I know, it’s something you dread. We absolutely love what we do, but figuring out how to price our skill can leave us like SpongeBob when he forgot his name. I get, when I first started I was right there in your shoes. I didn’t want to work for free, but I fell into imposter syndrome. “How dare I charge someone when I am not even a pro yet?” Well let me tell you this, if you’re working for money, you’re a professional to some capacity. Not all “pro” are equal. That being said, today, we are going to discuss some of the main things you need to consider when pricing yourself as a photographer.
Your Market Price Value
The market you live in is a big factor when pricing yourself. What people are paying for photography in Manhattan, is not what people are paying for photography in Wichita, KS. So you want to make sure that first people are able to afford your product, and the only way to do this is to conduct a market analysis. Now don’t let the term scare you, for a lot of the leg work has been done for you. You see, your competitors have prices that are working for them, and all though these won’t work for you because you have a different Ideal Client, it does give you an excellent idea on what people are actually paying for photography in your area.
Your Ideal Client
With your market Analysis in hand, you can create an ideal client. Now how you do this will be discussed in a future post, so stay tuned. But for now, I will tell you how this impacts your pricing: when you define your ideal client, you will have an idea of their lifestyle and what they are able to afford for photography. This allows you to create the perfect price point that will attract them and help repel others who otherwise wouldn’t be able to afford your services. You don’t want to serve everyone, even if that is the perfect world. However, your price point will resonate with others who might be interest in your services so it’s important to keep this in mind. You may not be at that level to charge for your ideal client yet, so keep that in mind, but you can work towards it.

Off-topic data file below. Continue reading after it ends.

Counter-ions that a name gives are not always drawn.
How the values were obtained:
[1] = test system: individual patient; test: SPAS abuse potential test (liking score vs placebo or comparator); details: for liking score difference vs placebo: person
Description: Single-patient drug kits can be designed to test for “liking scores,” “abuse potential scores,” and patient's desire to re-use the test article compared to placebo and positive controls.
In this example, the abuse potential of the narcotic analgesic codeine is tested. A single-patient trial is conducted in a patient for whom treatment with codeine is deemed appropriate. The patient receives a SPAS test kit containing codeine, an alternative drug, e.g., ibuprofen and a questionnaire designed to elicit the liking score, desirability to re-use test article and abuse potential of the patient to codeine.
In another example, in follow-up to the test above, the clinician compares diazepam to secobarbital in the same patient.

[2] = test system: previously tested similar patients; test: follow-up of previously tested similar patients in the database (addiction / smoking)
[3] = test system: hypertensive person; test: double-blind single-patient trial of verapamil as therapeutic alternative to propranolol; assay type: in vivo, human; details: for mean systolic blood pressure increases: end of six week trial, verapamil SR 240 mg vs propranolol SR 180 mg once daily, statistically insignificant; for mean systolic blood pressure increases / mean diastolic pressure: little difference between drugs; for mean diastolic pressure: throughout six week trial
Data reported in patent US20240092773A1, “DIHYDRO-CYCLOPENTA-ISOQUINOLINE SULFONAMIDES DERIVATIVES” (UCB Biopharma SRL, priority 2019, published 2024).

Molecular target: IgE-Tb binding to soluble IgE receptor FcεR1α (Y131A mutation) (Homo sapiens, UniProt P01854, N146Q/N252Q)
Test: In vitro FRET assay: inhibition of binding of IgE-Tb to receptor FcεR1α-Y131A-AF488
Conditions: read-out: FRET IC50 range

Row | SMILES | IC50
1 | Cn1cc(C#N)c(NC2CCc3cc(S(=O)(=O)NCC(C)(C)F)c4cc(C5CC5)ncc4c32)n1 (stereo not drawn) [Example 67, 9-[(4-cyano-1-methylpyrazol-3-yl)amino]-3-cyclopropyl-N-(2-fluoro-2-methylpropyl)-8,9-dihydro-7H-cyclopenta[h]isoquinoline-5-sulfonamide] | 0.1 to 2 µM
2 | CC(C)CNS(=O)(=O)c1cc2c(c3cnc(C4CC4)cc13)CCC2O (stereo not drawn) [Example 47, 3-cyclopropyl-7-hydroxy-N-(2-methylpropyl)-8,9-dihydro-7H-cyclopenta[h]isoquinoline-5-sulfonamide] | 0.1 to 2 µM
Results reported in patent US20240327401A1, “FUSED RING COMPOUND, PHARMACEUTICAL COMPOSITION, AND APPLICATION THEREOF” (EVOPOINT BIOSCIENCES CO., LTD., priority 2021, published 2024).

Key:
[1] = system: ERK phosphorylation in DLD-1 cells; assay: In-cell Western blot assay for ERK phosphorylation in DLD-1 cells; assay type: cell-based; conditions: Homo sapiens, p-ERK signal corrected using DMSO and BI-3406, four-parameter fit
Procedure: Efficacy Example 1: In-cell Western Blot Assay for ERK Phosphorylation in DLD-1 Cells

This is the meat and potatoes in your pricing. Because part of the imposter syndrome is right. Off the bat you just can’t start charging $5000 for a wedding. So start reasonably. But here’s the catch: increase your prices after every shoot. You know why? Because you aren’t that photographer that you were your last session. You learned something. You became better. You’re an improved photographer: your prices should reflect that. So look at what you charged last session, and charge a little bit more for you next. If you haven’t had a session yet, then start small. Maybe do a mini session for $50 and the next for $75. This allows you to build your portfolio and slowly start heading the direction of your ideal client.
What You Bring To The Table
This is another factor you can add into your pricing. The same way car companies charge for frills, you can charge for your value. So this takes some self reflection and honesty with yourself. What do you feel your value is worth? And while these questions may be hard to answer they are essential. Ask a trusted friend what you bring to the table and what they think it’s worth if you are struggling.
At the end of the day, I can’t tell you what you should charge. That’s upon you. But I hope I helped guide you in a direction that sheds a little more clarity when it comes to pricing yourself.